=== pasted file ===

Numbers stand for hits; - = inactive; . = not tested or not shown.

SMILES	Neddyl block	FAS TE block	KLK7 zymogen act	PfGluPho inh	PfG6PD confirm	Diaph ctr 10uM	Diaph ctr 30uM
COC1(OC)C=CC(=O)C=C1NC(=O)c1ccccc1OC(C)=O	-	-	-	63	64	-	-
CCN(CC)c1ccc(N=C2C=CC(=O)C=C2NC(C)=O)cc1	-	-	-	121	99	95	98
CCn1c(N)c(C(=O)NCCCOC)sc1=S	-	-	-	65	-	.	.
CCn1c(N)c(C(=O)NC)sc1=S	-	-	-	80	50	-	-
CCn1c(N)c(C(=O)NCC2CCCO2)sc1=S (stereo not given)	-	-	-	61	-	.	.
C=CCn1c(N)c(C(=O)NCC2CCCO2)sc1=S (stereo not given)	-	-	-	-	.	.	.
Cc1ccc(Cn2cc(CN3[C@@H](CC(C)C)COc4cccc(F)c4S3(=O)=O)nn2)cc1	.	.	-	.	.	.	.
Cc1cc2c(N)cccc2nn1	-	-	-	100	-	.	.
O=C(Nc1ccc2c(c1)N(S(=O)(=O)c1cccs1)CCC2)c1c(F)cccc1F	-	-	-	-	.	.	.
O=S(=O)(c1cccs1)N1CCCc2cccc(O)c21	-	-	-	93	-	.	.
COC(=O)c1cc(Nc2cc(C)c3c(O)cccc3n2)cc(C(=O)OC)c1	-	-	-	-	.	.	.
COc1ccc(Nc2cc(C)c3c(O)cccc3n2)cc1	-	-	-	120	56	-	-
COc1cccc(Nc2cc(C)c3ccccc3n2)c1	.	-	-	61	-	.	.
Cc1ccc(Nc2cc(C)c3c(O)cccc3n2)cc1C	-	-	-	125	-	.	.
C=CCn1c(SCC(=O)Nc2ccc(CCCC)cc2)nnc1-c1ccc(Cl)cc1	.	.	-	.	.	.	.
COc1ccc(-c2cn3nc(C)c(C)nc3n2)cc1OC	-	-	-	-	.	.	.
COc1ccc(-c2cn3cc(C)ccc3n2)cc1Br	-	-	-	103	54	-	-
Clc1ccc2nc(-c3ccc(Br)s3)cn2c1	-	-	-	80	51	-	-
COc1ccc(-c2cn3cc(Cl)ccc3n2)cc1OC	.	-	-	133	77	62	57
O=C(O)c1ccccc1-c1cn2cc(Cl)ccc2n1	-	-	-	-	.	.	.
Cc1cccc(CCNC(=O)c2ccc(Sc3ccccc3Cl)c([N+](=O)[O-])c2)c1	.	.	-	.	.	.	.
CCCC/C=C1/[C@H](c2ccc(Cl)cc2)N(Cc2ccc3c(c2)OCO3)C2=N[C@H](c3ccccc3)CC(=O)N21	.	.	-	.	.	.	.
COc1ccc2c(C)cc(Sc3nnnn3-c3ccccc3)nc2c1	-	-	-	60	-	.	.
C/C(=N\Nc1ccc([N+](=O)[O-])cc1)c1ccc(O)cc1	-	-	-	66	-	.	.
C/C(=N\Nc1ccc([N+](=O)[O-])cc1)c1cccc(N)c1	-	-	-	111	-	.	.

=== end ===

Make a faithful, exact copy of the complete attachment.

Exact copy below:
Numbers stand for hits; - = inactive; . = not tested or not shown.

SMILES	Neddyl block	FAS TE block	KLK7 zymogen act	PfGluPho inh	PfG6PD confirm	Diaph ctr 10uM	Diaph ctr 30uM
COC1(OC)C=CC(=O)C=C1NC(=O)c1ccccc1OC(C)=O	-	-	-	63	64	-	-
CCN(CC)c1ccc(N=C2C=CC(=O)C=C2NC(C)=O)cc1	-	-	-	121	99	95	98
CCn1c(N)c(C(=O)NCCCOC)sc1=S	-	-	-	65	-	.	.
CCn1c(N)c(C(=O)NC)sc1=S	-	-	-	80	50	-	-
CCn1c(N)c(C(=O)NCC2CCCO2)sc1=S (stereo not given)	-	-	-	61	-	.	.
C=CCn1c(N)c(C(=O)NCC2CCCO2)sc1=S (stereo not given)	-	-	-	-	.	.	.
Cc1ccc(Cn2cc(CN3[C@@H](CC(C)C)COc4cccc(F)c4S3(=O)=O)nn2)cc1	.	.	-	.	.	.	.
Cc1cc2c(N)cccc2nn1	-	-	-	100	-	.	.
O=C(Nc1ccc2c(c1)N(S(=O)(=O)c1cccs1)CCC2)c1c(F)cccc1F	-	-	-	-	.	.	.
O=S(=O)(c1cccs1)N1CCCc2cccc(O)c21	-	-	-	93	-	.	.
COC(=O)c1cc(Nc2cc(C)c3c(O)cccc3n2)cc(C(=O)OC)c1	-	-	-	-	.	.	.
COc1ccc(Nc2cc(C)c3c(O)cccc3n2)cc1	-	-	-	120	56	-	-
COc1cccc(Nc2cc(C)c3ccccc3n2)c1	.	-	-	61	-	.	.
Cc1ccc(Nc2cc(C)c3c(O)cccc3n2)cc1C	-	-	-	125	-	.	.
C=CCn1c(SCC(=O)Nc2ccc(CCCC)cc2)nnc1-c1ccc(Cl)cc1	.	.	-	.	.	.	.
COc1ccc(-c2cn3nc(C)c(C)nc3n2)cc1OC	-	-	-	-	.	.	.
COc1ccc(-c2cn3cc(C)ccc3n2)cc1Br	-	-	-	103	54	-	-
Clc1ccc2nc(-c3ccc(Br)s3)cn2c1	-	-	-	80	51	-	-
COc1ccc(-c2cn3cc(Cl)ccc3n2)cc1OC	.	-	-	133	77	62	57
O=C(O)c1ccccc1-c1cn2cc(Cl)ccc2n1	-	-	-	-	.	.	.
Cc1cccc(CCNC(=O)c2ccc(Sc3ccccc3Cl)c([N+](=O)[O-])c2)c1	.	.	-	.	.	.	.
CCCC/C=C1/[C@H](c2ccc(Cl)cc2)N(Cc2ccc3c(c2)OCO3)C2=N[C@H](c3ccccc3)CC(=O)N21	.	.	-	.	.	.	.
COc1ccc2c(C)cc(Sc3nnnn3-c3ccccc3)nc2c1	-	-	-	60	-	.	.
C/C(=N\Nc1ccc([N+](=O)[O-])cc1)c1ccc(O)cc1	-	-	-	66	-	.	.
C/C(=N\Nc1ccc([N+](=O)[O-])cc1)c1cccc(N)c1	-	-	-	111	-	.	.